Our skin tells our personal history-scraped knees, scars from auto accidents, sunburns, weight we've lost-all these are mapped onto us as a physical manifestation of our life story.
Then there is the next step: telling these stories deliberately. Body Ornamentation: Artistic Representations of Self, an exhibit currently on display at the San Diego Museum of Man in Balboa Park, studies the history and the variety of the ways in which people of all ages, cultures and walks of life have conscientiously modified themselves through piercing, tattooing and scarification.
The exhibit primarily consists of photographs, both from anthropological collections and photographer Tom Stahl. Stahl documents the elaborate tattoos and piercings of San Diegans, who give testimonials about what their adornments symbolize to them. They also give helpful advice: generally to be careful and conscientious when choosing a tattoo or piercing; one participant warns that only people who are into excruciating pain should tattoo their feet.
The phrase "body ornamentation" implies a much broader category than the tattooing, scarification and piercing that is the focus of the exhibition. But as curator Tori Heflin explained, Body Ornamentation focuses solely on skin ornamentation in order to narrow the focus of the exhibit. Body modification that affects the skeletal structure-such as the cranial deformation used by the Egyptians during the time of the Pharaoh Akhenaten (~1350 BC) to give the skull an elliptical shape, or the foot binding practiced in China to ensure that women had small feet and short, mincing steps-are not covered; those sorts of modifications might be subjects of a future exhibit.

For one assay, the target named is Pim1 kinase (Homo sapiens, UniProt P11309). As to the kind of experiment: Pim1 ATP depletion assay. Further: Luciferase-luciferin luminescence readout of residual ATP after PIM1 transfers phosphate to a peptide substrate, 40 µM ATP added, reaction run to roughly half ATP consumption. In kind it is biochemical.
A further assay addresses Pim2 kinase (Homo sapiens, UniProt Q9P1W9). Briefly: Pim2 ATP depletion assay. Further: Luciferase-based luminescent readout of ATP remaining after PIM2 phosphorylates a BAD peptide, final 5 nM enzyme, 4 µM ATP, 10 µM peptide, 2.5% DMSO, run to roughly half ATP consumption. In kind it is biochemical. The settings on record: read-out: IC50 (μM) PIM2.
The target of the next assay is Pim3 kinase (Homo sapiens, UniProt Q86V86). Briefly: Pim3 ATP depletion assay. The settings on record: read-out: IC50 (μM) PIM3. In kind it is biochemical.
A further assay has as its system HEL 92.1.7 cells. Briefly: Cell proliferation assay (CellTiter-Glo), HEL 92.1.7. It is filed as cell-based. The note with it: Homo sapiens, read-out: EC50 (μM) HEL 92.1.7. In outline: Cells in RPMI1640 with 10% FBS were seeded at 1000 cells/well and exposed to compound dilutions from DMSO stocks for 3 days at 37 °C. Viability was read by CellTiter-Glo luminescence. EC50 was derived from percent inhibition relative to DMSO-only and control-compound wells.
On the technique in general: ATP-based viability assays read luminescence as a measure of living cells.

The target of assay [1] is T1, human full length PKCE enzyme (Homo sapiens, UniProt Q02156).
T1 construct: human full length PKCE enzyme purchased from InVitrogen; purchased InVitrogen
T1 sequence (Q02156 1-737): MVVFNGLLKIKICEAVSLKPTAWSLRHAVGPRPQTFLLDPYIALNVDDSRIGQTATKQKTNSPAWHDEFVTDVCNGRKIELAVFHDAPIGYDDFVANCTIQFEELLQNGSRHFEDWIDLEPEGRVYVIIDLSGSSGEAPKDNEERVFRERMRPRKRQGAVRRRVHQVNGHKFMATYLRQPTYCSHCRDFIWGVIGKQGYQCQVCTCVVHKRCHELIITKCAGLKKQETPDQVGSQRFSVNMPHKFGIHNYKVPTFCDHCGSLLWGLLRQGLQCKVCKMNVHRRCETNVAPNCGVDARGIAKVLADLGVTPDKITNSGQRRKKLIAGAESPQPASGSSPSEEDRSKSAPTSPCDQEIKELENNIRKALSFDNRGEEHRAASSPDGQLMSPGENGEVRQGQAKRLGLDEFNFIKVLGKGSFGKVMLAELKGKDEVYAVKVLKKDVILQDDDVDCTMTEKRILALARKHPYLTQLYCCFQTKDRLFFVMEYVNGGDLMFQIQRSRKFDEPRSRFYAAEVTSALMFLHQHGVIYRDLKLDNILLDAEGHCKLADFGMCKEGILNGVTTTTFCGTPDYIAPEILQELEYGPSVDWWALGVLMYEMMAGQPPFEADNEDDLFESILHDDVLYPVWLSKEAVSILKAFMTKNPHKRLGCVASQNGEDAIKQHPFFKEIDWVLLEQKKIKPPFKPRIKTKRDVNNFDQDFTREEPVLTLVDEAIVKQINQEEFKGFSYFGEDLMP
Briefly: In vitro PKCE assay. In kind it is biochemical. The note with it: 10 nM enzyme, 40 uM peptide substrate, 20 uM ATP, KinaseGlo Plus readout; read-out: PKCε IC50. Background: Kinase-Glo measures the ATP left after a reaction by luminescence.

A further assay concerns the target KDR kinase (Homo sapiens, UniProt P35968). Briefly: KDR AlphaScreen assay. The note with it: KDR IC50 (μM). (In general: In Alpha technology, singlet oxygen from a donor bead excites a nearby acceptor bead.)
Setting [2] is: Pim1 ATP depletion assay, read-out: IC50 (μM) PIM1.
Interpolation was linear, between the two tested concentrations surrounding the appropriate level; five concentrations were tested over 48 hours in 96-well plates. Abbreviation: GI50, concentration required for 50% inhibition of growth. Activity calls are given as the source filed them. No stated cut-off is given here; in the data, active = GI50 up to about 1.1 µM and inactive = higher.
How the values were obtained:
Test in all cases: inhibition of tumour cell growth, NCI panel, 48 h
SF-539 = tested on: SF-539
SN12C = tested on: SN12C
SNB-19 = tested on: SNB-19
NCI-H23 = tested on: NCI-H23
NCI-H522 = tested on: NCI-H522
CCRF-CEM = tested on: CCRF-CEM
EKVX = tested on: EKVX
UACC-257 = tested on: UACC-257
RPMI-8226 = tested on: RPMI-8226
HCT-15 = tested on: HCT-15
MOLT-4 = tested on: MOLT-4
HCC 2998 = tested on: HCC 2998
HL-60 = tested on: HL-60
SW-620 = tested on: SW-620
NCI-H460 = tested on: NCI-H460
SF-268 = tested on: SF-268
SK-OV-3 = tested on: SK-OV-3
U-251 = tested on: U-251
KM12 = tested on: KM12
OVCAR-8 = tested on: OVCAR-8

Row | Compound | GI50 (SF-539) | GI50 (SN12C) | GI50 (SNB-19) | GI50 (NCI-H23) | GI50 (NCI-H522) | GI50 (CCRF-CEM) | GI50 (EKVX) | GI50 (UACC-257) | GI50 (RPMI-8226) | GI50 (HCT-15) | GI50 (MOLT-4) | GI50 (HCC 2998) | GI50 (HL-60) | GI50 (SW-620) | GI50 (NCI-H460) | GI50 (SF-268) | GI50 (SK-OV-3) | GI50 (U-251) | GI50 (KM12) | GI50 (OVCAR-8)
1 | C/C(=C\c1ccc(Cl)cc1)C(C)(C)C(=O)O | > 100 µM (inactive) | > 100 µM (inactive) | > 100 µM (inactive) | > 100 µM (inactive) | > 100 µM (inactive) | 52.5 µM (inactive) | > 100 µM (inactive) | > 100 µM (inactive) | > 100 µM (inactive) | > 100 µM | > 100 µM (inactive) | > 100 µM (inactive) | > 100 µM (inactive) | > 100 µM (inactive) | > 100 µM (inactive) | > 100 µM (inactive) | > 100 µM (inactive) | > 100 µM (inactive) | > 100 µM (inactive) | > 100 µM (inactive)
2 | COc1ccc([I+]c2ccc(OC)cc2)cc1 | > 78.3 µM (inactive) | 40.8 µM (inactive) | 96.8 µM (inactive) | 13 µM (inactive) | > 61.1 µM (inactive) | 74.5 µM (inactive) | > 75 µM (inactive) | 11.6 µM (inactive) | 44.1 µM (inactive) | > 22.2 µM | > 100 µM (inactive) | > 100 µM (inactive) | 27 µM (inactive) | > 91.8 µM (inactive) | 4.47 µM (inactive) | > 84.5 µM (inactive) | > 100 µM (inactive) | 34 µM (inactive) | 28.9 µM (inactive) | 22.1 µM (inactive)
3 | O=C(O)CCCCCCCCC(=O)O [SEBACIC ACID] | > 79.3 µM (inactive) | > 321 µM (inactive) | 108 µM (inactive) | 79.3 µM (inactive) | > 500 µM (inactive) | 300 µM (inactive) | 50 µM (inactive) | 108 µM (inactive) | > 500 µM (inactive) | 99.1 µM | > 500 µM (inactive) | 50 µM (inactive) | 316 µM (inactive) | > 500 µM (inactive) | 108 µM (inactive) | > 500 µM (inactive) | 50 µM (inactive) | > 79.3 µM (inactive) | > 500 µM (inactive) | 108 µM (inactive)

The organization of the current exhibit serves to highlight the universality of skin modification across cultures and time periods, Heflin notes.
"We decided not to focus on ornamentation in particular cultures because body art is so widespread that every culture on earth practices it... and we simply did not have the space or manpower to cover every culture throughout the world," says Heflin. "The underlying reasons behind body ornamentation are as varied as the artwork itself. Body ornamentation may be associated with ritual, mark a rite of passage, enhance beauty, symbolize group identity and affiliation or be a personal statement of independence and self-determination."
Heflin points out that the nuances of ornamentation across cultures are infinite. "There is a cultural norm in that all groups of people ornament their bodies in some way," she says. In addition, there are many meanings behind different types of ornamentation. "What means one thing in one culture might mean something else in another. For example, earplugs may refer to a rite of passage in one culture, while they are purely aesthetic in another. Furthermore, the artifact itself may hold different meanings; i.e., the earplug itself might be associated with a puberty ceremony, but the size might refer to an individual's social status."
Heflin believes that an anthropology museum such as the Museum of Man is an ideal venue for an exhibit like Body Ornamentation, since the exhibit focuses not only on the simple aesthetics of the decorations, but also their cultural import. "We want to show the anthropological aspects of body ornamentation-namely, that it is a widespread practice occurring around the world, and that it has been a popular form of expression throughout human history."
Body Ornamentation: Artistic Representations of Self, is on display at the Museum of Man, 1350 El Prado in Balboa Park through March 27, 2007.